There are some features in the text (mainly the usage of dots as word separators, and the lack of a sentence structure) which would indicate that the original document is probably quite a bit older than the date of about 1600 that is gained from the signature.
 
One researcher has put forth the theory that it is the work of Francs Bacon, which would place its origin in England around 1350. This would serve to limit the choice of source languages to Latin, Old English, French, Greek, Hebrew, Norse, or an artificial one.
 
The Herbs
The herbal section constitutes about the half of the manuscript with 130 pages. These pages usually consist of single plants, occasionally two plants, with short descriptions beside it. Most of the plants illustrated have not been identified. However, the larger leaf depicted on 42r is Rumex acetosa, called "green sorrel" and the smaller leaf alongside it is identified to be an Oxalis, of the other genus commonly called "sorrel". Both produce large quantities of oxalic acid in their leaves, giving them the same sour taste. As another example, the identification by O'Neill for the plant illustration on 100v may be given for its resemblance to "Botrychium lunaria" Some researchers have felt that the herbal section contains instructions for grafting plants, or shaping them, similar to styles that existed in ancient China. Some of the pages seem to give instructions for drying or processing parts of the plants, and are accompanied by pictures of what appear to be oriental drying devices. More information can be found here.
 
The Charts
Astronomical section consists of the drawings of the sun, the moon and the stars and some pages include zodiac figures.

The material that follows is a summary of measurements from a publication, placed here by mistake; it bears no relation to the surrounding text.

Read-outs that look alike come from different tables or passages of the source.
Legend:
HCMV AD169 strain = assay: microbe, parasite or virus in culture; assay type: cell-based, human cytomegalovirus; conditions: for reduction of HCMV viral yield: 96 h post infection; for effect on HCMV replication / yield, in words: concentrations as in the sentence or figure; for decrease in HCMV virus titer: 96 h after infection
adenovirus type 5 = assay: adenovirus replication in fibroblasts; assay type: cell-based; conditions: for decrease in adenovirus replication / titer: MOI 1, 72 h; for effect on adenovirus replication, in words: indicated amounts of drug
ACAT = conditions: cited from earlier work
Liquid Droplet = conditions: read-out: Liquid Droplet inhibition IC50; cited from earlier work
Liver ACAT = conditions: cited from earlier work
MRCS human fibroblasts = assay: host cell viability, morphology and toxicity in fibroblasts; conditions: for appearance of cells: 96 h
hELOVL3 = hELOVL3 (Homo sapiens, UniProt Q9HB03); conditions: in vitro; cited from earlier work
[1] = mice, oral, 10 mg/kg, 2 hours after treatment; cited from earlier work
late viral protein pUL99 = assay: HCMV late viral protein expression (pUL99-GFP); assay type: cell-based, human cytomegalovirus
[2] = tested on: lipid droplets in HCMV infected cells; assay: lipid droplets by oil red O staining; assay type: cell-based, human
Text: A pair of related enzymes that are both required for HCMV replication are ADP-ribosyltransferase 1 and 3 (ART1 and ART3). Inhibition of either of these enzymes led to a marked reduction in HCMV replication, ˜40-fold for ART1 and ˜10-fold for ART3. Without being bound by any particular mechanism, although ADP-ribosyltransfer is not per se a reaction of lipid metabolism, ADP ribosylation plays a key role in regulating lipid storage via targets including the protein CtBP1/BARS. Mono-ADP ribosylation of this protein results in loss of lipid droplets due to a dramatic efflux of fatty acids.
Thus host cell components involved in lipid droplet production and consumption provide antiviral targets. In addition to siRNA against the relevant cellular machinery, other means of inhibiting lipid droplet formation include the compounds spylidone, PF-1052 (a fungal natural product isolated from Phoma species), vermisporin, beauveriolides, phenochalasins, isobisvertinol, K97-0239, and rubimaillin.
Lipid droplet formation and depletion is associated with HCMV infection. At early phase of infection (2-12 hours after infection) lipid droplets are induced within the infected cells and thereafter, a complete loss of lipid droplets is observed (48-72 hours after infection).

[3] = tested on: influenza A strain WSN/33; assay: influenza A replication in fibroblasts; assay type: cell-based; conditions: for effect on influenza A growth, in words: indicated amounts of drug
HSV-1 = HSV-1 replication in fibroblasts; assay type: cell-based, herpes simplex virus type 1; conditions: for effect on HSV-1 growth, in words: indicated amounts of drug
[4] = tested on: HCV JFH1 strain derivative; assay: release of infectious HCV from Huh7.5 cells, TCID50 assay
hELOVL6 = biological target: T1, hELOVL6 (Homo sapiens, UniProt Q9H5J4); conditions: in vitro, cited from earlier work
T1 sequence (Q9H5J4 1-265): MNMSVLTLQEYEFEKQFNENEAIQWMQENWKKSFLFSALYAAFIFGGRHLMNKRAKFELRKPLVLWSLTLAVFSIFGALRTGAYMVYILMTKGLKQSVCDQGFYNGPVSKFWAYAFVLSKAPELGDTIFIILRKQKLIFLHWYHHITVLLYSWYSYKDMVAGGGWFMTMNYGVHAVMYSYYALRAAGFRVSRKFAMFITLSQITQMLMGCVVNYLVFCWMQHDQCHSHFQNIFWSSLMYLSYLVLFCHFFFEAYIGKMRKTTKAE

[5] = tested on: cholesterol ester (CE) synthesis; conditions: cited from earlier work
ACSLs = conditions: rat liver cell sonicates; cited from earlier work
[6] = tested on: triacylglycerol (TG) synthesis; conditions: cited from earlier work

The Biological section?
For many years, researchers have labeled a section of the manuscript as a Biological section. This section contains many illustrations of groups of naked women, usually immersed in large pools of liquid connected by pipes and tubes which they imagined represented the blood vessels, reproductive organs, and intestinal track. Others, looking at the pictures, recognized women crushing grapes in large vats.
 
Other similar manuscripts
Researchers looked for clues in ancient texts which give somewhat the similar look and feel of the symbols and illustrations of the text in order to associate a date to the manuscript. Alchemy texts (http://levity.com/alchemy/index.html) contain resembling symbols, enchantments, incantations, and illustrations which were quite popular in medieval era. Employment of nymphs (http://www.voynich.nu/vatg1291.html#1) in a circular design with embedded zodiac signs in a 9th century Byzantine manuscript though made with completely different tools and technique from those in Voynich MS, are speculated to be similar with VMS's nymph posture and arrangement. [http://www.voynich.nu/vatg1291.html].

There is no solid evidence to attach the manuscript to any location or date. Some experts propose that it is European, based on the hair and clothing styles, and some guess that it has Chinese origin with an original phonetic or semi-phonetic alphabet based on the prefix-suffix decomposition of the language. In short, everyone is still guessing, and nothing has been firmly established as to the manuscript's contents or origin.
Download It Now
It is possible to view the Voynich Manuscript by visiting this web page: http://www.voynichinfo.com/